"Can't find a type with this name" in unknown location with the Worker class

Trying to use the Worker class.
When I debug my project, the app runs fine (threaded, of course).

If I try to build the app, I get two errors:
Can’t find a type with this name
This item does not exist
(nothing more, no line shown or keywords)

Both errors have this location:
, line 2

The various “Analyse” menu items don’t show these errors, so I can’t analyse each class separately.

Since these errors happen on build only, it feels obvious they are related to the Worker and its different implementation, but, beyond that, I’m puzzled on how to debug this.

Anyone having a bright idea on this?

Update: I’ve narrowed the issue down. The current state is this: if I remove the worker (and remove its references), I can build the project. As soon as I add a Worker (not even configuring it), building the project produces these errors.
Project corrupted. How fun…

That’s because the worker includes all your project items.
If there are any references in them which the worker can’t use or if there are any methods which are not console safe then you get the build errors.


Try to include only the classes and modules you need in the worker.


And make sure those items don’t refer to anything that would not work in a Console project.

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Yes, I too went through Arnaud’s issue before figuring this out. In my case I just needed to include a module that the worker needed to register a plugin. Note, by the way, that if you also use the same plugin in the main app, you need to have separate registrations for each, as the console app otherwise has no idea of it.

That is a rub. It is a little disconcerting, and counterintuitive, that a project will run in the IDE but not build.

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That’s true, but it’s not my issue, I’m afraid.
In normal circumstances, Xojo reports a valid location and the offending line, highlighting the class/call that makes the problem. Double-clicking the error reveals the error in the IDE.
Here, the location is empty and there’s no line mentioned; Double-clicking doesn’t do anything.

I’m still thinking the project file is corrupted. Two days ago, my code worked fine; any item needed to be excluded was marked as non-console safe (unchecking the checkboxes for individual classes). ProjectItemsToIncludeAtAll was not used at all.
And yesterday, I made changes and realized it wouldn’t build anymore. Even by reverting to the state of yesterday, by deleting my changes, the issue remains.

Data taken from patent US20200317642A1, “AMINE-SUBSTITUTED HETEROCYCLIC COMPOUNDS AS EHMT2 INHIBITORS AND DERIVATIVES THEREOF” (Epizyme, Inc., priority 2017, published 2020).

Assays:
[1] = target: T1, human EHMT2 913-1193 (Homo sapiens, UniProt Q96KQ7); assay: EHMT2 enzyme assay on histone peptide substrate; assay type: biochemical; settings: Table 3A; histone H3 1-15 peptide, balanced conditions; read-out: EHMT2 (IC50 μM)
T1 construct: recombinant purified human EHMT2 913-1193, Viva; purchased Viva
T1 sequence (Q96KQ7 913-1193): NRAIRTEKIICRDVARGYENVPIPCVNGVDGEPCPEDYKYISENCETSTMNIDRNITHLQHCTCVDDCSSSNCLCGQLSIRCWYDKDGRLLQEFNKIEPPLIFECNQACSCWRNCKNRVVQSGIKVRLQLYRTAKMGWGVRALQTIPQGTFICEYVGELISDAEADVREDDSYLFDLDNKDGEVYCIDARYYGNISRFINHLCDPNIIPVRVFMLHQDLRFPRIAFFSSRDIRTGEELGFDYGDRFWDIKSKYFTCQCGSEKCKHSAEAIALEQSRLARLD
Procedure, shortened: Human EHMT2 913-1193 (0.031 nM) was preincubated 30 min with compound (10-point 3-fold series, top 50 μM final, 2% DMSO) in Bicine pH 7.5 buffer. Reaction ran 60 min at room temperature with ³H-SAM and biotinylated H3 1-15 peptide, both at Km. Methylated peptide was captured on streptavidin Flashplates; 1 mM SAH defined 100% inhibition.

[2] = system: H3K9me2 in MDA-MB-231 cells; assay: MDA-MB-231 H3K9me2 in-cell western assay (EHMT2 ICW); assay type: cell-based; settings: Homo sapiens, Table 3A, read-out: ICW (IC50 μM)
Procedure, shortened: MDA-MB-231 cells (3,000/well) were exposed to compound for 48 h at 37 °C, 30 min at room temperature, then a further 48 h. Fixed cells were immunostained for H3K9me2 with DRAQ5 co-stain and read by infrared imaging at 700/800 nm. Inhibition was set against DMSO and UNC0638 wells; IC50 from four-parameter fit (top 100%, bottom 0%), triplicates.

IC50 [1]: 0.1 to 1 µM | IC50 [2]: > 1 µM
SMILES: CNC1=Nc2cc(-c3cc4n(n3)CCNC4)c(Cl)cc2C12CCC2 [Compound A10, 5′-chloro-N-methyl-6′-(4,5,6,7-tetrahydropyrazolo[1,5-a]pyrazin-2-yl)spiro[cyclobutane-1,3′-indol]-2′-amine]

These steps also make me thinking the project is corrupted:
I remove the Worker and the project builds fine.
Then, I add a dummy Worker and a dummy class (CTest). In the worker, I set ProjectItemsToInclude to “CTest” and nothing more. At this point, the project can’t be built anymore, even the worker having only CTest included and no other code.

Well, I have no clue as to what those items are, except than checking the whole project, since the compiler fails to target the part of code that makes the problem.

Yes, you may even make a complex project only by debugging, thinking it works, and when you finally decide to build, you realize the core of your project can’t work.

I assume you’re talking about “Project Items to Include” in the IDE.

Be aware that “blank” means “everything.” Again, a tad counterintuitive :slight_smile:

You’re right. I don’t know why I formatted it like a property in my reply…

Yes, that’s why I tried adding a dummy class and setting the “Project items to include” to that class, so I know the worker doesn’t include anything. And yet, I get a compile error at build time that way too. Which means my project is corrupted.

I’ve tried saving the project as XML. All was saved, except the worker (again a proof of corruption). Then, adding a worker to the XML version also makes this problem re-appearing.
At this point, I think I’ll have to redo the transition from the previous working version (before the worker existed) to the one using a worker all over again.
Not even counting how I feel worried about future project corruptions using workers…

Did you instantiate your dummy class as “New” within JobRun? Does it perhaps have some silly method in it that you call? I would do those things.

Grasping at straws here, because my overall experience was very much like yours, the difference being that I needed to use a couple of real classes.

No, I didn’t even referenced the class (no property, etc.). Just put the class name in “Project Items To Include” so that it’s not empty, but not use it at all otherwise.
Instantiating the class (thus adding a property for it) would be worse in proving the problem is project corruption and worker alone.

I too have to use real classes, but managed to strip down a temporary copy of the project where the worker can be empty for testing purposes.
If you have indeed encountered the same issue, I guess you’d get the same weird effect if you manage to remove existing workers and add a dummy one (in a temporary file, of course).


One other issue I ran into, was that the client’s code that I was refactoring was calling a couple of properties in App. Again, a no no for a console program–and yet again, something that misleadingly works in a debug run.

If you have indeed encountered the same issue, I guess you’d get the same weird effect if you manage to remove existing workers and add a dummy one (in a temporary file, of course).

Don’t know about that, but my issue was resolved when I had the light bulb moment that “blank means everything” (in other words, I RTFM). Then, as to those properties in App, I pass them to the worker, along with everything else, in xml.tostring.